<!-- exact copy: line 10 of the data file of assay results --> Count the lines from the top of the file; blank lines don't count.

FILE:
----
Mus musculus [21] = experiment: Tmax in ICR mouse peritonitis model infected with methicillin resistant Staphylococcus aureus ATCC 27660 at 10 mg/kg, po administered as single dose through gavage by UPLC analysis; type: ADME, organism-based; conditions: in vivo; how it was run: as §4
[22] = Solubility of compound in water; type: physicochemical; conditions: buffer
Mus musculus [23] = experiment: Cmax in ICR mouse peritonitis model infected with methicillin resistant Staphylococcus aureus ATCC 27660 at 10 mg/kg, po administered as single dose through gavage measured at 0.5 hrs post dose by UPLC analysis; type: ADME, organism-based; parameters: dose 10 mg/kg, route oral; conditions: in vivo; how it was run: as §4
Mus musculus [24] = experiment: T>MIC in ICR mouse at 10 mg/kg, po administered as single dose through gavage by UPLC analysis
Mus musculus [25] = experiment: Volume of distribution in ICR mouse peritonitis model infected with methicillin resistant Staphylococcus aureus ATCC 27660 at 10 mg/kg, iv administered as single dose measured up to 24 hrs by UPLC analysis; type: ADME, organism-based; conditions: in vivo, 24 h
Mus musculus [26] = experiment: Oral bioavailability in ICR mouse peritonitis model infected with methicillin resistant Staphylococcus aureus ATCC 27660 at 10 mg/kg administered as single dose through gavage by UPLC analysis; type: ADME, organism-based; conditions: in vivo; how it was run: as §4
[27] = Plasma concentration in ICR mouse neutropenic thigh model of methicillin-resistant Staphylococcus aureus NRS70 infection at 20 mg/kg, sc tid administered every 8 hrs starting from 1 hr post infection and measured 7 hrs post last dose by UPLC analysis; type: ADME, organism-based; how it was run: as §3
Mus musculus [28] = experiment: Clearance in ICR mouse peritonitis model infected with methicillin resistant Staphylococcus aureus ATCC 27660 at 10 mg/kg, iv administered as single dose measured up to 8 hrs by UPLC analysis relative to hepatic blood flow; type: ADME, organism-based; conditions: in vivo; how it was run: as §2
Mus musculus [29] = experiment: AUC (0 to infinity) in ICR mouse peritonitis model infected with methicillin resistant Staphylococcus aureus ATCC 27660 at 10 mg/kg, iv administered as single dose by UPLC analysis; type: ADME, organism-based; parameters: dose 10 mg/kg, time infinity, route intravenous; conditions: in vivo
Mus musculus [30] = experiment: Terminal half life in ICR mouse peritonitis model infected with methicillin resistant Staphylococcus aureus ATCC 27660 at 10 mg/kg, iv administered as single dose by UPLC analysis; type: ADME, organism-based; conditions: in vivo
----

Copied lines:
Mus musculus [30] = experiment: Terminal half life in ICR mouse peritonitis model infected with methicillin resistant Staphylococcus aureus ATCC 27660 at 10 mg/kg, iv administered as single dose by UPLC analysis; type: ADME, organism-based; conditions: in vivo